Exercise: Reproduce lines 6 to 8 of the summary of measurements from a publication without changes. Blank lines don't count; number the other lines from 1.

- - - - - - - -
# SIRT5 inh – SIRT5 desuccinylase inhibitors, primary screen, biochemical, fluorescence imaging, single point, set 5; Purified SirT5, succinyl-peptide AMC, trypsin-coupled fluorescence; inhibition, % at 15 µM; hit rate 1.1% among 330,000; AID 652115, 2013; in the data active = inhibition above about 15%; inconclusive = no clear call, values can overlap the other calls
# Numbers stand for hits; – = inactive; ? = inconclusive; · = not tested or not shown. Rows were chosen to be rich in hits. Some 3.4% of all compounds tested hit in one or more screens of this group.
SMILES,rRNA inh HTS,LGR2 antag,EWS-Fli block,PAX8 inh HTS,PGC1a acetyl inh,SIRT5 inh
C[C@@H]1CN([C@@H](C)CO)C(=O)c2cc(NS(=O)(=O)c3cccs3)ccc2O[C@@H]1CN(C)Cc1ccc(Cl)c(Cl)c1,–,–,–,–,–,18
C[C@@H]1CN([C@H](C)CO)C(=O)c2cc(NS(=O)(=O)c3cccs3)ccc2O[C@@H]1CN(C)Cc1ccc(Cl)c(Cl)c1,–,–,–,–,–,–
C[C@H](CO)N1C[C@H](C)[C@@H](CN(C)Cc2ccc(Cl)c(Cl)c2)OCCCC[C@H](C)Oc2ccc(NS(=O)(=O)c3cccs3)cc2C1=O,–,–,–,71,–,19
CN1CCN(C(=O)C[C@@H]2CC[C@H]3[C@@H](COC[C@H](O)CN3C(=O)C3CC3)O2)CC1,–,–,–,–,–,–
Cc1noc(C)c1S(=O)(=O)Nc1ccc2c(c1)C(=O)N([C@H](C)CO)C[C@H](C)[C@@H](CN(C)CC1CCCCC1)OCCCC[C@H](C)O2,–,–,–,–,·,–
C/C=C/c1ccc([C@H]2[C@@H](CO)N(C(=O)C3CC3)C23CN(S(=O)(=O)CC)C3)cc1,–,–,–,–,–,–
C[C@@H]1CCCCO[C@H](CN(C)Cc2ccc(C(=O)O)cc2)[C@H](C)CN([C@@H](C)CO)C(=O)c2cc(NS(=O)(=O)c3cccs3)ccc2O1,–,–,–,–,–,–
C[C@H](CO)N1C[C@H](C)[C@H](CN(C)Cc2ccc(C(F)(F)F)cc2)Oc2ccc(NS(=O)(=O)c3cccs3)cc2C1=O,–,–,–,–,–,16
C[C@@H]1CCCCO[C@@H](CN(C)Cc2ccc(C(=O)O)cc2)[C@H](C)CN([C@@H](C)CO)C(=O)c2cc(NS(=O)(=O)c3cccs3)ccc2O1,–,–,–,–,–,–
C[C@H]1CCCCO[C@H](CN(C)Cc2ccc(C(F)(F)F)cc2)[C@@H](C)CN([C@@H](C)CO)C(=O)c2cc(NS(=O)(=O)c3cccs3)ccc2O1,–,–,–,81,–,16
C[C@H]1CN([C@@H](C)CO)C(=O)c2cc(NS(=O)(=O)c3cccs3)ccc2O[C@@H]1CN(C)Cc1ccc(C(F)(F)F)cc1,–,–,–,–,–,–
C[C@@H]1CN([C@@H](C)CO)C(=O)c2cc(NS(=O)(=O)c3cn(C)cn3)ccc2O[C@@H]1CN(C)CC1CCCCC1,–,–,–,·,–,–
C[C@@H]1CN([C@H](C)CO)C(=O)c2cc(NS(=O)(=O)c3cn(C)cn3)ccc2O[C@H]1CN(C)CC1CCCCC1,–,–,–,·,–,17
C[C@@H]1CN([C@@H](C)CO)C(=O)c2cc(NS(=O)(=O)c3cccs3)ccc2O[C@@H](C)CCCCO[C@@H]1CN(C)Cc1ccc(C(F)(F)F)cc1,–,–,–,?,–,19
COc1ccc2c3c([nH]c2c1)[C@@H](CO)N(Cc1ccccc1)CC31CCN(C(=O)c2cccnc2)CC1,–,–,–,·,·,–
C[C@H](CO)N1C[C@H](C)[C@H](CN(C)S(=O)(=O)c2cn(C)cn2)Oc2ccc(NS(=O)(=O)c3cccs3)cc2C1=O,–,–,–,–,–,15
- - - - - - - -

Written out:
C[C@H](CO)N1C[C@H](C)[C@@H](CN(C)Cc2ccc(Cl)c(Cl)c2)OCCCC[C@H](C)Oc2ccc(NS(=O)(=O)c3cccs3)cc2C1=O,–,–,–,71,–,19
CN1CCN(C(=O)C[C@@H]2CC[C@H]3[C@@H](COC[C@H](O)CN3C(=O)C3CC3)O2)CC1,–,–,–,–,–,–
Cc1noc(C)c1S(=O)(=O)Nc1ccc2c(c1)C(=O)N([C@H](C)CO)C[C@H](C)[C@@H](CN(C)CC1CCCCC1)OCCCC[C@H](C)O2,–,–,–,–,·,–